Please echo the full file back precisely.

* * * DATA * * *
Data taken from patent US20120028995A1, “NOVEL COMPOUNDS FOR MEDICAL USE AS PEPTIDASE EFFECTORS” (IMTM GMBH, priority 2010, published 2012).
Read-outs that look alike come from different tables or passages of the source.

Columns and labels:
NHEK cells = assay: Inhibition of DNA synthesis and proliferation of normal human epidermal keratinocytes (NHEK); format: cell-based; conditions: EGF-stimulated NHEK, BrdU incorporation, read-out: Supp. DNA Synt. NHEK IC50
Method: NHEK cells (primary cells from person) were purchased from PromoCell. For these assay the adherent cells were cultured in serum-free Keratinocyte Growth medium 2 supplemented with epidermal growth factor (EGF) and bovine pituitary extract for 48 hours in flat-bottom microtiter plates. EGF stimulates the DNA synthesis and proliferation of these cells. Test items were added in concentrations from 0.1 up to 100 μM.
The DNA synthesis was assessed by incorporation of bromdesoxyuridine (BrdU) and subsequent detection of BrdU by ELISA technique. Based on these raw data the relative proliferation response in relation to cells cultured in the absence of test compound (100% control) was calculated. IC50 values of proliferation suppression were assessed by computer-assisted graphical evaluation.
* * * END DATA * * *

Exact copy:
Data taken from patent US20120028995A1, “NOVEL COMPOUNDS FOR MEDICAL USE AS PEPTIDASE EFFECTORS” (IMTM GMBH, priority 2010, published 2012).
Read-outs that look alike come from different tables or passages of the source.

Columns and labels:
NHEK cells = assay: Inhibition of DNA synthesis and proliferation of normal human epidermal keratinocytes (NHEK); format: cell-based; conditions: EGF-stimulated NHEK, BrdU incorporation, read-out: Supp. DNA Synt. NHEK IC50
Method: NHEK cells (primary cells from person) were purchased from PromoCell. For these assay the adherent cells were cultured in serum-free Keratinocyte Growth medium 2 supplemented with epidermal growth factor (EGF) and bovine pituitary extract for 48 hours in flat-bottom microtiter plates. EGF stimulates the DNA synthesis and proliferation of these cells. Test items were added in concentrations from 0.1 up to 100 μM.
The DNA synthesis was assessed by incorporation of bromdesoxyuridine (BrdU) and subsequent detection of BrdU by ELISA technique. Based on these raw data the relative proliferation response in relation to cells cultured in the absence of test compound (100% control) was calculated. IC50 values of proliferation suppression were assessed by computer-assisted graphical evaluation.